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Results of endoscopic surgery and intralesional steroid therapy for airway compromise due to tracheobronchial Wegener’s Granulomatosis
  1. S A Reza Nouraei (rn{at}cantab.net)
  1. Charing Cross Hospital, United Kingdom
    1. Rupert Obholzer (robholzer{at}waitrose.com)
    1. Charing Cross Hospital, United Kingdom
      1. Philip W Ind (p.ind{at}imperial.ac.uk)
      1. Hammersmith Hospital, United Kingdom
        1. Alan D Salama (a.salame{at}imperial.ac.uk)
        1. Hammersmith Hospital, United Kingdom
          1. C D Pusey (c.pusey{at}imperial.ac.uk)
          1. Hammersmith Hospital, United Kingdom
            1. Fiona Porter (f.porter{at}hhnt.nhs.uk)
            1. Charing Cross Hospital, United Kingdom
              1. David J Howard (v.lund{at}ucl.ac.uk)
              1. Charing Cross Hospital, United Kingdom
                1. Guri S Sandhu (g.sandhu{at}hhnt.org)
                1. Charing Cross Hospital, United Kingdom

                  Abstract

                  Background: Upper airway compromise due to tracheobronchial stenosis commonly occurs in patients with Wegener's Granulomatosis (WG). There is at present no consensus on the optimal management of this life-threatening condition.

                  Objective: To assess the results of laryngo-tracheo-bronchoscopy, intralesional steroid therapy, laser surgery and dilatation in managing obstructive tracheobronchial WG.

                  Methods Records of eighteen previously-untreated stridulous patients with obstructive tracheobronchial WG, treated between 2004 and 2006 were prospectively recorded on an airway database and retrospectively reviewed. Information about patient and lesion characteristics and treatment details were recorded. Treatment progress was illustrated using a timeline plot, and intervention-free intervals were calculated with actuarial analysis.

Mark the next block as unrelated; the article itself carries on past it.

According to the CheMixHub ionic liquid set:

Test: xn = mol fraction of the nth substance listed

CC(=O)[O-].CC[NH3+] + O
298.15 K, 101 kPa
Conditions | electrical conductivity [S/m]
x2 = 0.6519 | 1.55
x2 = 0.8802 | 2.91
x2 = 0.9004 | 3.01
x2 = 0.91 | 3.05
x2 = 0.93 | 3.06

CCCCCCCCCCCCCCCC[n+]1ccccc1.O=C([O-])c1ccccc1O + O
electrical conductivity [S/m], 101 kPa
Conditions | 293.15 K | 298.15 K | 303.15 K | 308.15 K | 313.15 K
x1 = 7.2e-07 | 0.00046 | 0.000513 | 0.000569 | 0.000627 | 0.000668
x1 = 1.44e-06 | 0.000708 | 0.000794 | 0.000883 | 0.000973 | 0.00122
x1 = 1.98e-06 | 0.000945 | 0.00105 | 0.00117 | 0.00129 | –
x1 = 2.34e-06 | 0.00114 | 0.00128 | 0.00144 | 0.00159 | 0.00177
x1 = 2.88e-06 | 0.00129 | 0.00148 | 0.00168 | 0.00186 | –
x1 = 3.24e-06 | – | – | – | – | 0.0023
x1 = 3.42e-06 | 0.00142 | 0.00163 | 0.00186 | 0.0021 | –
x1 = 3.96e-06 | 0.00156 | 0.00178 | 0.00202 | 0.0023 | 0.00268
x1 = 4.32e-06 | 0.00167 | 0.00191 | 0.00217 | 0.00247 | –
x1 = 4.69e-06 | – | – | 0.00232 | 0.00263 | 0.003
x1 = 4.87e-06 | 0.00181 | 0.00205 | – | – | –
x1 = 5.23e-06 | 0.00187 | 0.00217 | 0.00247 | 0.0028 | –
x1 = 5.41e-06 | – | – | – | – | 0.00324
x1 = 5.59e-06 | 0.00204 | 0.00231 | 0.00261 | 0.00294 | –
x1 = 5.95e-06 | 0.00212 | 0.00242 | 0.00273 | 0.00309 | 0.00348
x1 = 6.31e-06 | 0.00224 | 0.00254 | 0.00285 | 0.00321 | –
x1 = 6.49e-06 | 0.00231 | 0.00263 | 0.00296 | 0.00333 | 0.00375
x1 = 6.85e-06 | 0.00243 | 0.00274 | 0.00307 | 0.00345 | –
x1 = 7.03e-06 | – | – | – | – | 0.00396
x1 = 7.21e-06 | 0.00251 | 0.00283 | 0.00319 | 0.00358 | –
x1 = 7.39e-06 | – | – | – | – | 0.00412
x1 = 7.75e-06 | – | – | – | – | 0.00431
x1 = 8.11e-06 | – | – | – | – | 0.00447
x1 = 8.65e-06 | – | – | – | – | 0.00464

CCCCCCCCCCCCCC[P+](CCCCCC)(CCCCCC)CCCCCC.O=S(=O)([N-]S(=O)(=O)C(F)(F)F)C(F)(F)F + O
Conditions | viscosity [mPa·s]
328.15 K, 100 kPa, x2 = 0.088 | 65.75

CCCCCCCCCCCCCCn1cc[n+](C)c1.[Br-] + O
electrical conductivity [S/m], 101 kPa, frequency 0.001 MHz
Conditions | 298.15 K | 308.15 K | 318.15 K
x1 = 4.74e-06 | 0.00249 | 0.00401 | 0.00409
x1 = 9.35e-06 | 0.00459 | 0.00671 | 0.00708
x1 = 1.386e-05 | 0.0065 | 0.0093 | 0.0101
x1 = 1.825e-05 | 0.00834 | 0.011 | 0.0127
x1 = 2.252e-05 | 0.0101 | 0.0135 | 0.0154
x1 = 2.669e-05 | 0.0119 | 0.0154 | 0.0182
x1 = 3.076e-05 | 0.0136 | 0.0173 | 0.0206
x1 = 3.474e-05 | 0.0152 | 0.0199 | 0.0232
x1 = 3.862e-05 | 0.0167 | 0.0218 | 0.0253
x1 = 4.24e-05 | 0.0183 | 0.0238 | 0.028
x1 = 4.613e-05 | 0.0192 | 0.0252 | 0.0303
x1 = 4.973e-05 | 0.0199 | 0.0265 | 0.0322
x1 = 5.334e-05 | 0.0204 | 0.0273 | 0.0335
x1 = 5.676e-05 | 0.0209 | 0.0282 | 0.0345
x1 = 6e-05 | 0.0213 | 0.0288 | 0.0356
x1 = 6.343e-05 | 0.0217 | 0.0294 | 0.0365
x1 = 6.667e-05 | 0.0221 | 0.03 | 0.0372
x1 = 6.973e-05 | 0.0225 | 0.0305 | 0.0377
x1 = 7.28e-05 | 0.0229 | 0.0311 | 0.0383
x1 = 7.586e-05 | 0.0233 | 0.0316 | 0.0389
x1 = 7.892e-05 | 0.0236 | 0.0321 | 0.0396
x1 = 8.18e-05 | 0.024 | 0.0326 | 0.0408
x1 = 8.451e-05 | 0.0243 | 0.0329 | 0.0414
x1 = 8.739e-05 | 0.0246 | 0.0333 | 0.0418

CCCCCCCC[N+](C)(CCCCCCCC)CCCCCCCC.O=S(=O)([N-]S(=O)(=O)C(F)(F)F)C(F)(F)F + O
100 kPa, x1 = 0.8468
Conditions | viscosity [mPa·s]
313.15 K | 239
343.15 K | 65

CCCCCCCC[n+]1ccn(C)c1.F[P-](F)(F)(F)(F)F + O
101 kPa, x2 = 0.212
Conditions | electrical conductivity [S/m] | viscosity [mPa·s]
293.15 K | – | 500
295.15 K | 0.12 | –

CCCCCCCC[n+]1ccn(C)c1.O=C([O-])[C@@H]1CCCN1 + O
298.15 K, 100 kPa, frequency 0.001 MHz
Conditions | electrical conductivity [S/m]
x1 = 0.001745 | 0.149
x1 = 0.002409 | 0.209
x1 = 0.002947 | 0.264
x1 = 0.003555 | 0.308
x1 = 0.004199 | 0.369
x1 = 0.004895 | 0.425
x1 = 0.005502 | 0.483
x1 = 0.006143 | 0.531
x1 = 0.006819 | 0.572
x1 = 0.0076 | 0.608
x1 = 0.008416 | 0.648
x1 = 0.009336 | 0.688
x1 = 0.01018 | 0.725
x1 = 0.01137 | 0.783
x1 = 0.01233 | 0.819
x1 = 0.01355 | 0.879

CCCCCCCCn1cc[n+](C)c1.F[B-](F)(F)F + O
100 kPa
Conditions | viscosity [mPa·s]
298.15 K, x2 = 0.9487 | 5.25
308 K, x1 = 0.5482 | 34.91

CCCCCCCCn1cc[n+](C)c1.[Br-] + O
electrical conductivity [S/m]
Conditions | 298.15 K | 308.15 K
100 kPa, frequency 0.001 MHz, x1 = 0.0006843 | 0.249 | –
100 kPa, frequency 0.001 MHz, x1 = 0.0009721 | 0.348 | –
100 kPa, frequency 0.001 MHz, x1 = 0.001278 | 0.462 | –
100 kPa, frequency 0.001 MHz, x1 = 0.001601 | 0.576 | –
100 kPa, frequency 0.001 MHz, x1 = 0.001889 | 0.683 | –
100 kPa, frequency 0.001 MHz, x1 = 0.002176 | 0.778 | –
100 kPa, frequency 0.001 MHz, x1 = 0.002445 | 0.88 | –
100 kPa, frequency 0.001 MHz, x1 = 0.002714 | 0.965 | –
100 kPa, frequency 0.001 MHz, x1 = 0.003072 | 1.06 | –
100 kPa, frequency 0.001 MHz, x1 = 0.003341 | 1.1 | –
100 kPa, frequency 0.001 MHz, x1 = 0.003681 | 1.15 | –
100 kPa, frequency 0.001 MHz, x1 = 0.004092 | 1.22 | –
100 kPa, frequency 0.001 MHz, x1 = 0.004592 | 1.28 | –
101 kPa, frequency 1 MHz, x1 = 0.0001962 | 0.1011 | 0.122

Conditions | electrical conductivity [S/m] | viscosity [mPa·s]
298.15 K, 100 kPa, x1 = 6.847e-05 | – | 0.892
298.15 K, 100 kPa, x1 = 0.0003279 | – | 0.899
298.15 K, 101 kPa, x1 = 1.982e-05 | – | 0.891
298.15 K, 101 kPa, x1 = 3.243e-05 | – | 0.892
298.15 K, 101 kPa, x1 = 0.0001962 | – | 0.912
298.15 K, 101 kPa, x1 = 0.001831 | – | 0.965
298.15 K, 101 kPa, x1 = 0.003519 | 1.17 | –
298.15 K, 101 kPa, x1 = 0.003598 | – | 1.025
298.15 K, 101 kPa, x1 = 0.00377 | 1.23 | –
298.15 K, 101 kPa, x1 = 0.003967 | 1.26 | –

Results: There were nine males and the average age at presentation was 40 (16) years [range 13-74]. There were thirteen patients with tracheal, and five patients with tracheal and bronchial lesions. The average tracheal lesion height was 8 (3) mm, located 23 (9) mm below the glottis. There were 1, 10 and 7 Myer-Cotton grade I, II and III lesions respectively. Mean intervention-free interval following minimally-invasive treatment was 26 (2.8) months. Following endobronchial therapy the median intervention-free interval was 22 months (p>0.8 vs. tracheal lesions). No patient required a tracheostomy or endoluminal stenting.

                  Conclusions: Intralesional steroid therapy and conservative endoluminal surgery is an effective strategy for treating airway compromise due to active tracheal and bronchial WG. It obviates the need for airway bypass or stenting. We recommend the combination of endotracheal dilatation, conservative laser surgery and steroid therapy as the standard of care for treating airway compromise due to obstructive tracheobronchial WG.

                  • Bronchial stenosis
                  • Endoscopic Surgery
                  • Stridor
                  • Subglottic/tracheal Stenosis
                  • Wegener’s Granulomatosis

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